Secondly, I have to confess to being taken completely by surprise by this development because I just don’t really see why Xi even needed to do it. He began his second term late last year, formally confirmed at the 19th National Congress of the Communist Party of China, an event that drew attention for the Party’s official promotion of the concept “Xi Jinping Thought”, an ostensibly banal collection of bromides about China’s future goals that nevertheless drew comparison to the last time the Chinese public was encouraged to extol a specific worldview in the language of their leader, when the “little red book” of Mao could be found in shirt pockets across the country. The cause of human rights in China, which seemed in the early years of the twenty-first century to perhaps be inching forward, has taken huge steps back under Xi. Indeed, the Chinese government infringes on individual rights well beyond its own borders. The power of the state, the power of the Party, and the power of the leader of both those institutions leaves little room for opposition.
So, is China now a dictatorship? Well, yes and no. I have sympathy for the position that this news is not actually all that newsworthy because it merely confirms an existing reality, but I cannot concur. Though perhaps a formality, this move nevertheless makes major statements about how Xi views the Party’s relationship to the State, and how he views his own relationship to political power in the country. Xi has not become another Mao overnight, but he has moved the country’s political calculus from a clearly stated commitment to collective leadership to a thinly veiled reality of one-man rule.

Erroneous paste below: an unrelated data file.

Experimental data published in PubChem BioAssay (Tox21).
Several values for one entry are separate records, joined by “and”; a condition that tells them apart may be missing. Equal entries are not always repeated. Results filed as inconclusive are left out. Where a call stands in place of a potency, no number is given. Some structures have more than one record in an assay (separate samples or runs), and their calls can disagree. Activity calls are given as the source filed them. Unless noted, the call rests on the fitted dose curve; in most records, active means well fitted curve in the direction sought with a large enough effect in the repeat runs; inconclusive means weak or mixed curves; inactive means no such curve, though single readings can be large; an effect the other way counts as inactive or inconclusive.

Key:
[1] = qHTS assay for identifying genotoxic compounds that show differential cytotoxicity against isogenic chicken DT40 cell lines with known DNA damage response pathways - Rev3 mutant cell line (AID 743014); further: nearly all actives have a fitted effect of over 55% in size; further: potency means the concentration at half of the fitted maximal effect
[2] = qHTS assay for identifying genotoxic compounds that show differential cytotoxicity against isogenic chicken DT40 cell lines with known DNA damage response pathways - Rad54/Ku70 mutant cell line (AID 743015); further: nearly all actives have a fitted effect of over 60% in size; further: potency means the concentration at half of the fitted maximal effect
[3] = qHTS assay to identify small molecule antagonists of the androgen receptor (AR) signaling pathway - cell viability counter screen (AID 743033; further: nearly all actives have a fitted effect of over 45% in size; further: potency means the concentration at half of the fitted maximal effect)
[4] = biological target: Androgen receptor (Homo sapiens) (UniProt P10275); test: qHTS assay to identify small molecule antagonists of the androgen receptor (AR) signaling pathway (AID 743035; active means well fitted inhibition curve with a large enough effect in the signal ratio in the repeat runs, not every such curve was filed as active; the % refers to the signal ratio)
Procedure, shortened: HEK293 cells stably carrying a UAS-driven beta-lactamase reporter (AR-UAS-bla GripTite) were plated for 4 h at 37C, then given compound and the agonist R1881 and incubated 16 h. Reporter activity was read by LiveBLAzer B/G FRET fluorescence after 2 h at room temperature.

Still, it strikes me as an enormous unforced error on Xi’s part. For many years, from Silicon Valley to Washington, D.C. to graduate schools across the United States, it has not been difficult to find enlightened individuals eager to chastise anyone concerned at the slow progress of reform in China. Who are we, with our flawed system, to criticize another culture that is perhaps finding its own way? Most of these critics at least implied that the Chinese way of doing things would lead to political reform of some type of another, though it would likely look very different from Western examples and follow a different path.
Such ideas have been exposed as hopeful but naive, and the collapse of this narrative is harmful to Chinese interests. China, which enjoys enormous economic power and ever increasing military power and geopolitical clout, seemed set to move on to accumulating more of that commodity that the US retains in abundance despite recent malaise: soft power, the use of cultural influence in international affairs. Chinese official language focuses on a “peaceful rise” and frames much of its foreign policy in terms of seeking a harmonious international order. Xi, who came to power amid hopes that he would be a great reformer, has now fully exposed this rhetoric as the window dressing it always was. His anti-corruption campaign, for so long a central achievement in his career, was a clever and systematic removal of his political rivals. There are no alternatives to Xi Jinping within the Chinese Communist Party. There are no alternatives to the Chinese Communist Party for the Chinese public.
For years, China watchers in the West have looked on with concern, but this is a genuinely dramatic step. Xi Jinping has chosen to put into words the ever increasing reality of his unfettered autocracy, rolling back much of the political progress, however modest, made since 1976; and words matter.